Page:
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Equus
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Equus

For the genus equus see the family Equidae (for the moment)

Equus is a play by Peter Shaffer which tells the story of a psychiatrist who attempts to treat a young man who has a pathological fascination with horses.

Equus was originally staged on Broadway in the early 1970s starring Anthony Hopkins as psychiatrist Martin Dysart and Peter Firth Alan Strang, the patient. Later, Tom Hulce would play the role of Alan Strang and Richard Burton would replace Hopkins as Martin Dysart. The play received a Tony Award for best play in 1975.

Shaffer was inspired to write Equus when he heard of a crime involving a teenage boy's apparently senseless injury to horses. He set out to construct a fictional account of what might have caused the incident, without knowing any of the details of the crime. The play is essentially a detective story, with the psychiatrist trying to understand the cause of the boy's actions while wrestling with his own sense of purpose.

Equus was acclaimed not only for its well crafted plot and the performances by the actors, but also for its unusual staging. The scenes involved "horses" were portrayed by the main actors who were not in the particular scene. To play a horse, an actor donned a surreal-looking wire abstraction of a horse's head.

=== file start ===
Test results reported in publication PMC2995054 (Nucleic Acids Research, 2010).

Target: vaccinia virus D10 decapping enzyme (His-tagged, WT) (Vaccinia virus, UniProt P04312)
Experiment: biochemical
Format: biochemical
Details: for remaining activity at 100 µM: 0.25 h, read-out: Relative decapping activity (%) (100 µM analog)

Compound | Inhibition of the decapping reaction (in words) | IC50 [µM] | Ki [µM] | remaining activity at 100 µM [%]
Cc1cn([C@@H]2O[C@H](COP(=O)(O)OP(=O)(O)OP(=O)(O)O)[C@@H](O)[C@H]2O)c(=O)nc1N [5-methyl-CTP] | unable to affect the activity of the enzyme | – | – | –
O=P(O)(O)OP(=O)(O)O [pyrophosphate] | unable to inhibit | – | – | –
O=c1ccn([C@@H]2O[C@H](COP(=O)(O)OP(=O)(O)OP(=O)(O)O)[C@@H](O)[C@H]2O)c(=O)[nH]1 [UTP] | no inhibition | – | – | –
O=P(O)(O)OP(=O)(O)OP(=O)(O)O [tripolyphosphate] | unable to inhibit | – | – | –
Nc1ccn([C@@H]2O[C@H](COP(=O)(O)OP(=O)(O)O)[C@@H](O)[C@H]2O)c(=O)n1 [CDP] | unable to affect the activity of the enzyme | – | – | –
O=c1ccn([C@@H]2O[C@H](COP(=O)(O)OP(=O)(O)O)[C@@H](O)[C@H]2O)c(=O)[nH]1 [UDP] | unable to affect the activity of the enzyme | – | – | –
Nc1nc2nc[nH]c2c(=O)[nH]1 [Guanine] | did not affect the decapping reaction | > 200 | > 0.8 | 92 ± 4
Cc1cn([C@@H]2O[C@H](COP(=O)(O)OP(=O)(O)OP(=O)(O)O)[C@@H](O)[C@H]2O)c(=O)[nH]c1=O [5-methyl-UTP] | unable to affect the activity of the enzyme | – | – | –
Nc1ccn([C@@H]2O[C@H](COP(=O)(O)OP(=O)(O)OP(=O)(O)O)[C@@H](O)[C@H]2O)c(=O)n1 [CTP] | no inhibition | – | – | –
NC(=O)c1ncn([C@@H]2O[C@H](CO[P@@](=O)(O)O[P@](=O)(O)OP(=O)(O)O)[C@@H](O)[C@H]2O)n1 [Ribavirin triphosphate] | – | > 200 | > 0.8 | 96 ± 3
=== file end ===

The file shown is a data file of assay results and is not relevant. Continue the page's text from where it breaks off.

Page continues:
The play was made into a 1977 film which stars Richard Burton, Peter Firth, Colin Blakely, Joan Plowright and Jenny Agutter. The movie was adapted by Shaffer, and directed by Sidney Lumet. Unlike the play, the film version was placed in a "real" setting, and used real horses. Some critics and theatre purists found this objectionable, arguing that the spirit of the stage play was lost in the movie. Nonetheless, the movie was nominated for several Academy Awards: Best Actor in a Leading Role (Richard Burton), Best Actor in a Supporting Role (Peter Firth) and Best Writing, Screenplay Based on Material from Another Medium.